Vacation rental dwelling (VRD) owners will still be required to post large exterior signs and place illuminated house address numbers on their properties following a deadlocked vote Monday by the Lincoln City City Council.
Councilors Riley Hoagland, Diana Hinton and Susan Wahlke voted against the proposed amendment to a municipal ordinance, while Dick Anderson, Judy Casper and Mayor Don Williams voted in favor in the 3-3 vote.
In an attempt to protect property and curtail burglary, an amendment was considered Monday to allow VRDs to place a small placard or sign on the building’s façade with contact information advising neighbors and tenants of the name and telephone number of the VRD’s local representative; with alarm signs, if applicable, next to the sign.
Monday’s vote means VRD owners will still be required to post a two-square-foot sign on the exterior of the property and have illuminated or reflective numbers on the structure’s front wall.
Hinton discussed why she thought the signs were a good idea to keep. She said vacation rental users had problems getting into a lock-box to get the key, but were able to call the number on the sign. She also said she called the number on the sign herself when a screen door was banging at the VRD next door and didn’t feel like it rose to the level of having to call a non-emergency police number.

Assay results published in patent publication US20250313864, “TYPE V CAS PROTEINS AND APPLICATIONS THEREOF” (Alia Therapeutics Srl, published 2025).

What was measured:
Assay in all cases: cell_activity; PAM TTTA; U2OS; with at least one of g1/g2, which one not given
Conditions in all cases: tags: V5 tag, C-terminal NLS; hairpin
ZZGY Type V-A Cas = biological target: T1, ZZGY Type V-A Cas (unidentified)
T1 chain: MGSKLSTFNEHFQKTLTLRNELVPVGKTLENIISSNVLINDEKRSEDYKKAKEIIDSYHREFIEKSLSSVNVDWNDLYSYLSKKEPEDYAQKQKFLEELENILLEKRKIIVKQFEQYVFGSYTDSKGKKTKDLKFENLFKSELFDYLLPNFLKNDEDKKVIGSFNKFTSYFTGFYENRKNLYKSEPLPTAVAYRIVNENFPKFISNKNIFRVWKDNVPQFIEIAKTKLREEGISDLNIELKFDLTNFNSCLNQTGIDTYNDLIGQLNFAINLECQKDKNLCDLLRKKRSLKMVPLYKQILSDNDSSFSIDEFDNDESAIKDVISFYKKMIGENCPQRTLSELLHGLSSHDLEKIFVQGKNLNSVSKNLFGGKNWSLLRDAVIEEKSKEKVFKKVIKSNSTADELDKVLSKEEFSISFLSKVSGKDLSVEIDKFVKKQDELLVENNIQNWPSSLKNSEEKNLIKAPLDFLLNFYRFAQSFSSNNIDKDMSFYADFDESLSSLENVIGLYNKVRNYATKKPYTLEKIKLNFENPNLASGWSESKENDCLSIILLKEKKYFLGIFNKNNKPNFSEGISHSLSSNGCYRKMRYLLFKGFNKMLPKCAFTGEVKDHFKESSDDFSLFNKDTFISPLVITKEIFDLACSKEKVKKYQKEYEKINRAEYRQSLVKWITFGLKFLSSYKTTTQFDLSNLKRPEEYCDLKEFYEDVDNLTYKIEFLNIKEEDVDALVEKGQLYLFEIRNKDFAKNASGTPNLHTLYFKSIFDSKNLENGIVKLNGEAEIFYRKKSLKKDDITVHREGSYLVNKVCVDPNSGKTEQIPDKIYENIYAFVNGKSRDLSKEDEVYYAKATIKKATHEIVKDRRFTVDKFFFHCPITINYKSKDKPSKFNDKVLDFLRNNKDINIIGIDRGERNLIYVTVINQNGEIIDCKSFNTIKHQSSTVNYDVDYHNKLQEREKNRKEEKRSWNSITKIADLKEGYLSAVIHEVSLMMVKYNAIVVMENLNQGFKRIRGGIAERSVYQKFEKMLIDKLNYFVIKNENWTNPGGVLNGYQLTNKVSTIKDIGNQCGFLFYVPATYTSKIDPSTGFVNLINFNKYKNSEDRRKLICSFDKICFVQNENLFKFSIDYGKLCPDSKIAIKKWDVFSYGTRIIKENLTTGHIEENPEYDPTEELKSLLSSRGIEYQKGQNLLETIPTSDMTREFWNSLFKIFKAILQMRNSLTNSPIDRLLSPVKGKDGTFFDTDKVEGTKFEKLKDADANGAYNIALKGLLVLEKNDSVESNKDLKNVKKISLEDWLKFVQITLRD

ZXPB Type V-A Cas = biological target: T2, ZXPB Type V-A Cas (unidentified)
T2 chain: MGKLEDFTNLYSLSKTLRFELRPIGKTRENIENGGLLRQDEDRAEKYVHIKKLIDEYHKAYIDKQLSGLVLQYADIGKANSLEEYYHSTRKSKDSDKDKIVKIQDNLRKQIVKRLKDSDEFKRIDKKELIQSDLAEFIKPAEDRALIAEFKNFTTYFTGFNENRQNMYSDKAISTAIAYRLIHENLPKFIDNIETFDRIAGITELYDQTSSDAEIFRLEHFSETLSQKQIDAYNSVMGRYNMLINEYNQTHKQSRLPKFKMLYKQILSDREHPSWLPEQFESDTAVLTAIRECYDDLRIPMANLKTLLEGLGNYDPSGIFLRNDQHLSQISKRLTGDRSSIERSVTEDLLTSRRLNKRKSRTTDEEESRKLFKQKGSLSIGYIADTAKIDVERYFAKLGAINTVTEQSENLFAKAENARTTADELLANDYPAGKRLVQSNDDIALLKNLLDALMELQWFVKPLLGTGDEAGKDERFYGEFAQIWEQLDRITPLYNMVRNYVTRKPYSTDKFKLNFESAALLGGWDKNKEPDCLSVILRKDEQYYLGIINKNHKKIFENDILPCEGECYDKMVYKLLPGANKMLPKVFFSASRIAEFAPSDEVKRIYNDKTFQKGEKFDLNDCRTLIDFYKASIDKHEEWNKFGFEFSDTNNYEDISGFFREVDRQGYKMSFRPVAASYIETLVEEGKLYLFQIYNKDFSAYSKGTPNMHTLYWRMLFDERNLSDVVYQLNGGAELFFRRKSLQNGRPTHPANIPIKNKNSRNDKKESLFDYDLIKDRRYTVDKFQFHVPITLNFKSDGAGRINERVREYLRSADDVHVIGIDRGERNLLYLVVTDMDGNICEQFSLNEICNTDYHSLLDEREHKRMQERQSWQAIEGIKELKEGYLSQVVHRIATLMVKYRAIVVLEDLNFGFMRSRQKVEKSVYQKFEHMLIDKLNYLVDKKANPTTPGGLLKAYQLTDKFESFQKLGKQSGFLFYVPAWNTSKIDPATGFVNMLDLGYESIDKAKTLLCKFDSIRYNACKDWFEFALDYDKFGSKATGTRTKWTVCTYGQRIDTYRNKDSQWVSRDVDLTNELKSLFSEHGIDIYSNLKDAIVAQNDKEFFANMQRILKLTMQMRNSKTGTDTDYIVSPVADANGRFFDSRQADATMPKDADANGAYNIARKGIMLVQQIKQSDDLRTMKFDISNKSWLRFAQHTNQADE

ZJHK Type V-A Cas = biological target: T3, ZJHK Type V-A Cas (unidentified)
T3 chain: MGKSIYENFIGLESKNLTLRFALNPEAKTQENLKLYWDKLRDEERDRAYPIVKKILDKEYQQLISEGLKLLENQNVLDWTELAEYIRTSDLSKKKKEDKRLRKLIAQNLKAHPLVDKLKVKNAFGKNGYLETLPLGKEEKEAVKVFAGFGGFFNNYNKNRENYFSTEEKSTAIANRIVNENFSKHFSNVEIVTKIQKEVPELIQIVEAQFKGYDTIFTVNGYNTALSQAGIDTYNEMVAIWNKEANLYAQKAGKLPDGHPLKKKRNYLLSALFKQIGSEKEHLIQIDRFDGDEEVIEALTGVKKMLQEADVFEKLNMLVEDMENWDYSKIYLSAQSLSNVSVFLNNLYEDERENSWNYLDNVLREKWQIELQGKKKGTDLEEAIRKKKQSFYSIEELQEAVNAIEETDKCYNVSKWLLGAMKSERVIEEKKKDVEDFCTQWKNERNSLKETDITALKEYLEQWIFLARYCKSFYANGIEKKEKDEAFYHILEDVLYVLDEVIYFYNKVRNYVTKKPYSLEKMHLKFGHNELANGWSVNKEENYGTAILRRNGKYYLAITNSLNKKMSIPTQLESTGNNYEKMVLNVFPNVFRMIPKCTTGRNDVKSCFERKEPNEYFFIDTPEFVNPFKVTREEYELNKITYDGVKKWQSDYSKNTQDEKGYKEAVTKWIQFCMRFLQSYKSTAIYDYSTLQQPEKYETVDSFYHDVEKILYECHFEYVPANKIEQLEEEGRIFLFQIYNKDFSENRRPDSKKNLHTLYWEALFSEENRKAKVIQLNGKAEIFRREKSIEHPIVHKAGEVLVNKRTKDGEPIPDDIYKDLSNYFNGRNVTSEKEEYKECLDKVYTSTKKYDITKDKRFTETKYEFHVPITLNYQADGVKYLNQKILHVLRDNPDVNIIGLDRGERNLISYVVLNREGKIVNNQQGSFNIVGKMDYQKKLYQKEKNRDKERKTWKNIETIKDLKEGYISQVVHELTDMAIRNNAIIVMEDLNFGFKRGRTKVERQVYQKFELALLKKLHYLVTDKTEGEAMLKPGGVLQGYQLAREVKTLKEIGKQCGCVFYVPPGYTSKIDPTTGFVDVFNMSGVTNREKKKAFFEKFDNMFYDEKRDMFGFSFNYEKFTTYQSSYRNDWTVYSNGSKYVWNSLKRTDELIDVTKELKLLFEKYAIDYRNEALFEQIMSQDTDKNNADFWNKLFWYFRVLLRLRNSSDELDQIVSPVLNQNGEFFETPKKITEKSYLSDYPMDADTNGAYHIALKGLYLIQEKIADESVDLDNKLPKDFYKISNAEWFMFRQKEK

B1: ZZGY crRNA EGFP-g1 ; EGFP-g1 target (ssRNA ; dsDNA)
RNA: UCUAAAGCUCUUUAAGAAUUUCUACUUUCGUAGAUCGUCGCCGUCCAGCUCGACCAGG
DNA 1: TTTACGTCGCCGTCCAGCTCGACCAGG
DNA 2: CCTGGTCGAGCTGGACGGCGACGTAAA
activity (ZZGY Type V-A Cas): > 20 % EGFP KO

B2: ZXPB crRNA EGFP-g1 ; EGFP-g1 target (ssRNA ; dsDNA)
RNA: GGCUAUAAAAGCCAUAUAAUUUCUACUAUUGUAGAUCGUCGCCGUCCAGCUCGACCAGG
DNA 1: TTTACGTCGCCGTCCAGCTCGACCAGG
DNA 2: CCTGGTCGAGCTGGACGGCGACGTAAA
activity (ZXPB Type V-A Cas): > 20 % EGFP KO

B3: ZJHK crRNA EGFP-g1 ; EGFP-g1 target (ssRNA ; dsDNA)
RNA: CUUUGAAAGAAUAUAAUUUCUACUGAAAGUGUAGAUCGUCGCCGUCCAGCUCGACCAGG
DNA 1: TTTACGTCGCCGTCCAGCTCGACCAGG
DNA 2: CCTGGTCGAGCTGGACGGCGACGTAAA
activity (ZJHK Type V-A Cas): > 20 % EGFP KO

Wahlke said back in the 1990s no signage was allowed on a VRD because it took away from the neighborhood and made the house a target for burglary.
“I think it’s used well for neighbors’ issues not rising to the level of emergency,” she said.
The City Council adopted Health and Safety Standards in 2014 for VRDs, including a requirement for a two-square-foot “government” sign with local representative contact information on the exterior of the building.
Another requirement required house numbers to be reflective or illuminated after the Lincoln County District Attorney’s office again rejected a public record’s petition to make a VRD mailing list openly available under Oregon Public Records Law on personal privacy exemption and security grounds.
This post will be updated